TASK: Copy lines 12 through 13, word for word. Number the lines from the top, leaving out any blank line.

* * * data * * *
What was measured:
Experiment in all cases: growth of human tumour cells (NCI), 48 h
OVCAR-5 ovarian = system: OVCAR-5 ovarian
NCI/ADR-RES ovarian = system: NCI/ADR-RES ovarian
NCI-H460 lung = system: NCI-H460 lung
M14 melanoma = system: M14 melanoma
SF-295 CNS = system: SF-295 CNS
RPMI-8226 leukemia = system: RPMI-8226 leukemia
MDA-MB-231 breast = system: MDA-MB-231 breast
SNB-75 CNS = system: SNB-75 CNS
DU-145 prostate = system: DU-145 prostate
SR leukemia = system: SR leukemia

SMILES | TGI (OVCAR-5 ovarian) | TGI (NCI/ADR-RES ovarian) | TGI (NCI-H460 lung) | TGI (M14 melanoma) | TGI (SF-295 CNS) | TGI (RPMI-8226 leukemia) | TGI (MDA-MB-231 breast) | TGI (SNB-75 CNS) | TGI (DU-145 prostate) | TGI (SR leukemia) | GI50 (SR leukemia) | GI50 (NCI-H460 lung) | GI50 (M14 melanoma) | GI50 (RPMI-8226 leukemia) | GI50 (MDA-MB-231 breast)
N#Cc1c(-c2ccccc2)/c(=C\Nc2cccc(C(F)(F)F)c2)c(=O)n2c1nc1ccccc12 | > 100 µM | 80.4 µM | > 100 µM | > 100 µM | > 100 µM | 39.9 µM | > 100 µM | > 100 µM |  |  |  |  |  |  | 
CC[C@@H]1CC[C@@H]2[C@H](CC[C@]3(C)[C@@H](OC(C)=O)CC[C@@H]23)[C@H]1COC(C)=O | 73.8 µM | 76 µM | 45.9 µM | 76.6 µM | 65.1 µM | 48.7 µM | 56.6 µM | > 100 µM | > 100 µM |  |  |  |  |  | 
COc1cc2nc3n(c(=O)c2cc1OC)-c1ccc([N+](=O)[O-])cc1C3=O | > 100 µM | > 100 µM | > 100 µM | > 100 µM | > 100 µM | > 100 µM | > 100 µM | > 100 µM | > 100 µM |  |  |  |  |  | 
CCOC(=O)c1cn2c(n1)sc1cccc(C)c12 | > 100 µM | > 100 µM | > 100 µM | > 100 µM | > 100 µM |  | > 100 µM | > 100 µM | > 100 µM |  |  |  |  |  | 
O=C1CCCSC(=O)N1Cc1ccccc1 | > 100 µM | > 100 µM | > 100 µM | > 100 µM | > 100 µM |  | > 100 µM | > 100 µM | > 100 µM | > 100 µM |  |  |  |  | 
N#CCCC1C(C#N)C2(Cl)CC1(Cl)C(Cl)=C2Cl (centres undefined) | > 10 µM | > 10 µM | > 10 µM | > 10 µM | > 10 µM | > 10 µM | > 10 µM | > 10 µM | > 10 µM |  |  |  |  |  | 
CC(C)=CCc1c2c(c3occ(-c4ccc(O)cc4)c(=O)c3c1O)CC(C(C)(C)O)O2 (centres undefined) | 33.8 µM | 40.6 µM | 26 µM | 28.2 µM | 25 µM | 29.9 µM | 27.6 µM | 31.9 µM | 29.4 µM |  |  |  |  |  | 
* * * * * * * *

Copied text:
SR leukemia = system: SR leukemia

SMILES | TGI (OVCAR-5 ovarian) | TGI (NCI/ADR-RES ovarian) | TGI (NCI-H460 lung) | TGI (M14 melanoma) | TGI (SF-295 CNS) | TGI (RPMI-8226 leukemia) | TGI (MDA-MB-231 breast) | TGI (SNB-75 CNS) | TGI (DU-145 prostate) | TGI (SR leukemia) | GI50 (SR leukemia) | GI50 (NCI-H460 lung) | GI50 (M14 melanoma) | GI50 (RPMI-8226 leukemia) | GI50 (MDA-MB-231 breast)